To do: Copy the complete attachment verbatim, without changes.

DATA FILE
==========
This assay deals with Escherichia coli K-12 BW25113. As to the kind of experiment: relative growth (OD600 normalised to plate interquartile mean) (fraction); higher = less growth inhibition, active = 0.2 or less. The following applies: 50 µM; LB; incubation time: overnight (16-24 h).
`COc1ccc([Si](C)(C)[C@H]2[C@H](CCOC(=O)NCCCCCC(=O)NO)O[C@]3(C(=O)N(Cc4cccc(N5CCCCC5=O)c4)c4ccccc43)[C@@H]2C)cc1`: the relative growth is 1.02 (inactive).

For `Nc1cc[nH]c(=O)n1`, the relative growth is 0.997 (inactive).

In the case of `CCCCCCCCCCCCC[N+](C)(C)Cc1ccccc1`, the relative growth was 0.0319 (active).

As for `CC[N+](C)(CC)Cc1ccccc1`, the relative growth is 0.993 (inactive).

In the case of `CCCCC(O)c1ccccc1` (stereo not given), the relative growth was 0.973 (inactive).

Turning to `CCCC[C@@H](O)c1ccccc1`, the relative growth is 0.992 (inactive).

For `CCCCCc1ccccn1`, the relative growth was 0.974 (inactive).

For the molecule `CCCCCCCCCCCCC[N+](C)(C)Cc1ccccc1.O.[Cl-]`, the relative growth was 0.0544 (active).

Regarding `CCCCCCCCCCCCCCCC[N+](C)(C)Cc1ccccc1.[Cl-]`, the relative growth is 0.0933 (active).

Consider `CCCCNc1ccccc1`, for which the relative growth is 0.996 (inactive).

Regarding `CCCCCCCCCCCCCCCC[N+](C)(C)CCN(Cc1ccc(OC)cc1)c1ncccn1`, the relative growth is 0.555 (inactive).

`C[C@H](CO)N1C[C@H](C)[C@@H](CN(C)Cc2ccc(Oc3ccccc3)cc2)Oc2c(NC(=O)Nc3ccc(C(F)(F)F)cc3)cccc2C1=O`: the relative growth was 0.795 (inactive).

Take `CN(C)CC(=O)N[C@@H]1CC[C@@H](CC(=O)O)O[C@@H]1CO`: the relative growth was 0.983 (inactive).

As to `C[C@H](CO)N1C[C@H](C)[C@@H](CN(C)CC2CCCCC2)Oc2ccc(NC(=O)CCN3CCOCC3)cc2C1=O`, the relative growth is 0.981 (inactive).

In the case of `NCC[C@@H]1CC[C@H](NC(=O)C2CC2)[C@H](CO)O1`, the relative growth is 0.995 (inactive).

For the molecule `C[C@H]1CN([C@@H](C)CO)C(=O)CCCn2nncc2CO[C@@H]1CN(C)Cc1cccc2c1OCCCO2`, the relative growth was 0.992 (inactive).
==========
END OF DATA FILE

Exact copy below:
This assay deals with Escherichia coli K-12 BW25113. As to the kind of experiment: relative growth (OD600 normalised to plate interquartile mean) (fraction); higher = less growth inhibition, active = 0.2 or less. The following applies: 50 µM; LB; incubation time: overnight (16-24 h).
`COc1ccc([Si](C)(C)[C@H]2[C@H](CCOC(=O)NCCCCCC(=O)NO)O[C@]3(C(=O)N(Cc4cccc(N5CCCCC5=O)c4)c4ccccc43)[C@@H]2C)cc1`: the relative growth is 1.02 (inactive).

For `Nc1cc[nH]c(=O)n1`, the relative growth is 0.997 (inactive).

In the case of `CCCCCCCCCCCCC[N+](C)(C)Cc1ccccc1`, the relative growth was 0.0319 (active).

As for `CC[N+](C)(CC)Cc1ccccc1`, the relative growth is 0.993 (inactive).

In the case of `CCCCC(O)c1ccccc1` (stereo not given), the relative growth was 0.973 (inactive).

Turning to `CCCC[C@@H](O)c1ccccc1`, the relative growth is 0.992 (inactive).

For `CCCCCc1ccccn1`, the relative growth was 0.974 (inactive).

For the molecule `CCCCCCCCCCCCC[N+](C)(C)Cc1ccccc1.O.[Cl-]`, the relative growth was 0.0544 (active).

Regarding `CCCCCCCCCCCCCCCC[N+](C)(C)Cc1ccccc1.[Cl-]`, the relative growth is 0.0933 (active).

Consider `CCCCNc1ccccc1`, for which the relative growth is 0.996 (inactive).

Regarding `CCCCCCCCCCCCCCCC[N+](C)(C)CCN(Cc1ccc(OC)cc1)c1ncccn1`, the relative growth is 0.555 (inactive).

`C[C@H](CO)N1C[C@H](C)[C@@H](CN(C)Cc2ccc(Oc3ccccc3)cc2)Oc2c(NC(=O)Nc3ccc(C(F)(F)F)cc3)cccc2C1=O`: the relative growth was 0.795 (inactive).

Take `CN(C)CC(=O)N[C@@H]1CC[C@@H](CC(=O)O)O[C@@H]1CO`: the relative growth was 0.983 (inactive).

As to `C[C@H](CO)N1C[C@H](C)[C@@H](CN(C)CC2CCCCC2)Oc2ccc(NC(=O)CCN3CCOCC3)cc2C1=O`, the relative growth is 0.981 (inactive).

In the case of `NCC[C@@H]1CC[C@H](NC(=O)C2CC2)[C@H](CO)O1`, the relative growth is 0.995 (inactive).

For the molecule `C[C@H]1CN([C@@H](C)CO)C(=O)CCCn2nncc2CO[C@@H]1CN(C)Cc1cccc2c1OCCCO2`, the relative growth was 0.992 (inactive).